Contraceptives

Contraception lower the chances of unplanned pregnancy and/or reduce the chance of spreading or contracting STIs. There are a variety of options to choose from when thinking about contraception and are put into two broad categories of ‘no prescription required’ and ‘prescription required.’

Contraception without a prescription Include:

external condoms: A barrier method of latex, polyisoprene or polyurethane that cover the penis and collects the semen, among other fluids. Condoms have the possibility to break or leak if not used correctly and oil-based lubricants can break condoms as well. Condom’s material does degrade over time and can become brittle. If correctly used the external condom barrier is 98% effective, however studies show that due to poor use condoms are 85% effective. External condoms also prevent against STIs and are usually free at the local health department.  

internal condoms: A barrier method that prevents sperm from entering the uterus or anus. Internal condoms can be inserted for up to eight hours prior to intercourse but should be removed directly after. Internal condoms can be found at most drug stores and are advised to be used without external condoms to prevent tearing. The effectiveness rate for internal condoms is 95%, however, with poor usage the actual effectiveness is closer to 79%. Internal condoms prevent STIs when used properly.

pull out: The removal of the penis before ejaculation. This method of contraception becomes more effective when used with other forms of protection. Without other forms of contraceptives, the pullout method is 78% effective, when paired with the use of a condom becomes 96% effective. This form of contraception offers no protection to STIs.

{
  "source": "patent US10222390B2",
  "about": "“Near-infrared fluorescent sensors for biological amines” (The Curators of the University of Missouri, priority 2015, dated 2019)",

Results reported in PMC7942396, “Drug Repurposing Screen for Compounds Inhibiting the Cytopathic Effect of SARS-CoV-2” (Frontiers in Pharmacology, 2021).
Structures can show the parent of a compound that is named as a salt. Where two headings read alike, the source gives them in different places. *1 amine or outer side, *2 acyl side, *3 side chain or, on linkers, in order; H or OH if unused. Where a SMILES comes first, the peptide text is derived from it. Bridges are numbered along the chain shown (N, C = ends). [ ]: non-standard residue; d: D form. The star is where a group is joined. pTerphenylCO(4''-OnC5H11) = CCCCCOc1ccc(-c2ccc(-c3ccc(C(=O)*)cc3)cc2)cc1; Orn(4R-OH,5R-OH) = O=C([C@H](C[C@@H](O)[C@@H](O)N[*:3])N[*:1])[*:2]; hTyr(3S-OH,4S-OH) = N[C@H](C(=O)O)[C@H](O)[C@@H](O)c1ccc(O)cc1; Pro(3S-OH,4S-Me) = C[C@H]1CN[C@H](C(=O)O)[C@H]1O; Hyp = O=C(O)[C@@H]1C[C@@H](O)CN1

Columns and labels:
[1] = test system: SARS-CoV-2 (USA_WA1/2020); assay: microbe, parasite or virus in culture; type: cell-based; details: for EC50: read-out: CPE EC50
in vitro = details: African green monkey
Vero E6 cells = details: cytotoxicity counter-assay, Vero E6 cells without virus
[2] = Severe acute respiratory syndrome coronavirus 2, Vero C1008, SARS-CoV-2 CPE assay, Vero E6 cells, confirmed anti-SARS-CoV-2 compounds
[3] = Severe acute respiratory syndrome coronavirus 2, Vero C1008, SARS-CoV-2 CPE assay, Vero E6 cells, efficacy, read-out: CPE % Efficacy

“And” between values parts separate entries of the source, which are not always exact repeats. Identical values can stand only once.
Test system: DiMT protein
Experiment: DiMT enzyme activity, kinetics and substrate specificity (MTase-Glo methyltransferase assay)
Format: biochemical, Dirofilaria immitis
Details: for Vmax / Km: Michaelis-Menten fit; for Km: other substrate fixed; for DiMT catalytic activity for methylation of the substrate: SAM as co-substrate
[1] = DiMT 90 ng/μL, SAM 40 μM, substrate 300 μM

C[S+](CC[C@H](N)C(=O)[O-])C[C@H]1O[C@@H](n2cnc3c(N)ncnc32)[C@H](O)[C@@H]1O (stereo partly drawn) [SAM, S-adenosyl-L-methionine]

Spermicide: A chemical contraceptive that blocks the sperm from entering the cervix. A person would insert the foam, cream, gel, or film into their vagina prior to intercourse.  When used alone this method is 71% effective, however when used with a barrier protection is 97% effective. Without other barriers spermicide provides no protection to STIs.    

the sponge: A small plastic sponge full of spermicide, this contraceptive is inserted and covers the cervix. The spermicide stops sperm from passing as is 91% effective when used alone. However, for those on their period this may irritate the vagina and increase risk from STIs. Even when not on one’s period this provides no protection against STIs.  

dental dam: Used for oral sex and can be placed over the vulva or anus during oral sex. Dental dams protect for STIs only and can be made by cutting an external condom apart. The dam itself is a thin piece of latex.

Abstinence: Abstaining from all sexual activities (oral, anal, or vaginal) and it is the most effective form of contraception. Abstinence is 100% effective at preventing STIs and pregnancy.  

Medically prescribed contraceptives include:

birth control: A pill taken by those with a uterus. The pill release hormones that prevent ovulation and thickens cervical mucus. If taken regularly this is non-stop protection from pregnancy; it can make periods regular and shorten menstrual cycles. Birth control pills offer no protection from STIs and is not immediately effective after taking the first pill. If taken regularly the pill is 99.7% effective however is closer to 91%.

the patch: A small hormone releasing patch that is replaced every week. After three weeks using the patch it advised to take a week off. If used properly the patch is 99% effective and stopping unwanted pregnancy; however, the patch is closer to 91% effective and leaves no protection for STIs.